Wayfair litigation comes to a quiet end

Nov 02, 2018
Nov 02, 2018
0 min. read

On Oct. 31, 2018, the three remote-seller taxpayers in the South Dakota v. Wayfair litigation reached a settlement agreement with the state to collect sales taxes on their sales to South Dakota customers beginning Jan. 1, 2019. Once approved by the court, the agreement will effectively end the Wayfair litigation. Recall that the U.S. Supreme Court issued the Wayfair decision on June 21, 2018, and the case was ultimately remanded to the Hughes County Circuit Court in early August. A second case involving South Dakota’s remote seller law, American Catalog Mailers Association and Netchoice vs. Andy Gerlach, was also in settlement discussions.

The settlement removes the injunction that prevented the state from requiring the taxpayers to comply with the remote seller nexus provisions enacted in 2016. Recently, South Dakota amended those provisions to require sales tax collection for all remote sellers that exceed $100,000 in sales or complete more than 200 transactions per year to purchasers in South Dakota, effective Nov. 1, 2018. Prior to the settlement, the amendments did not apply to the parties in the Wayfair litigation.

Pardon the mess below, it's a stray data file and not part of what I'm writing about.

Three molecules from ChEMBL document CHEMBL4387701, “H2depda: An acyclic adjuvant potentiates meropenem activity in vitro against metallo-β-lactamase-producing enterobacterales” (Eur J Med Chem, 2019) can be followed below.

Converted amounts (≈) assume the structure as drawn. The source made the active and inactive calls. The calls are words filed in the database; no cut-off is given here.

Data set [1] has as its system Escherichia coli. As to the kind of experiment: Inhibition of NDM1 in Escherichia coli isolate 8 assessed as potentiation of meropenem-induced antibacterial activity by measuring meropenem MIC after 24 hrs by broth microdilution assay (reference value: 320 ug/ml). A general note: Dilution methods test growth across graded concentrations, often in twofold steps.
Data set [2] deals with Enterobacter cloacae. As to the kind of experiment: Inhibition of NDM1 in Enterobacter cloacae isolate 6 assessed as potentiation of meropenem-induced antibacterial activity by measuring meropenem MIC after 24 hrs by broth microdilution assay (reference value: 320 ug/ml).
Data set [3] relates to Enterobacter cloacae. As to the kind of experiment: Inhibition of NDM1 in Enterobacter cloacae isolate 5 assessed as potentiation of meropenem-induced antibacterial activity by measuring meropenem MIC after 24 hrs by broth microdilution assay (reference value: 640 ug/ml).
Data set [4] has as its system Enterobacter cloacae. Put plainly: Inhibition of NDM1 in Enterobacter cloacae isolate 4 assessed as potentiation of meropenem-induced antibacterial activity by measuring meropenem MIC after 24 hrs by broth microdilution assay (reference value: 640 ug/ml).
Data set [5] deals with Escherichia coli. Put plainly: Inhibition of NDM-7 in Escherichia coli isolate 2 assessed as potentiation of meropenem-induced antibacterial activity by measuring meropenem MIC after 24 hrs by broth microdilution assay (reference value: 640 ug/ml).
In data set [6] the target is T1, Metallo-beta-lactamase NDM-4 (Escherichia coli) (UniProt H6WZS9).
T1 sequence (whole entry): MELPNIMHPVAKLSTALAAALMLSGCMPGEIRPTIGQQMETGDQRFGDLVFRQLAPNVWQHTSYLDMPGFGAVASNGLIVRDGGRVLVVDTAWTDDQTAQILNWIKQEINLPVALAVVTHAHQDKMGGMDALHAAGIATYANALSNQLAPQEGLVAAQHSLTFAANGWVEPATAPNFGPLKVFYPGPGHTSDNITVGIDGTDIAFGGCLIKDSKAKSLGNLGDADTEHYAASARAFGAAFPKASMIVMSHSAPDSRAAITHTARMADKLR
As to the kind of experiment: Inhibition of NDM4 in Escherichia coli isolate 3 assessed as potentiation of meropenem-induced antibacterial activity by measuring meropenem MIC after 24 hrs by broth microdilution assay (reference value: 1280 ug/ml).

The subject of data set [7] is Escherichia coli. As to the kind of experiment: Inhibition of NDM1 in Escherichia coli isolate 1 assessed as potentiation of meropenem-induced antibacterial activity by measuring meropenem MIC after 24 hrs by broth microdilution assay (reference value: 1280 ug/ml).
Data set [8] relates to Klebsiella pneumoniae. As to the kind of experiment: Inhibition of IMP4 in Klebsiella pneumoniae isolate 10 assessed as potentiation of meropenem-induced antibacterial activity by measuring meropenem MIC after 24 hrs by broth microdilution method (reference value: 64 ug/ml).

In addition to South Dakota, New Jersey, North Carolina and South Carolina began enforcing remote sales tax collection on Nov. 1, 2018.


The number of states that have addressed an enforcement date for sales tax economic nexus continues to grow. States not addressing economic sales tax nexus in 2018 will likely do so in the 2019 legislative sessions.

While the Wayfair litigation has come to a conclusion, it does not prohibit other taxpayers from challenging the U.S. Supreme Court’s ruling. A number of questions remain unanswered including whether the “$100,000 or 200 transaction” activity threshold is an appropriate minimum for every state and whether some state sales tax regimes may cause an undue burden on remote sellers.

Remote sellers are encouraged to contact their state and local tax advisers in preparation for the new and upcoming sales tax compliance requirements. To read more about Wayfair and the decision, please read our article Wayfair, sales tax, and economic presence laws.

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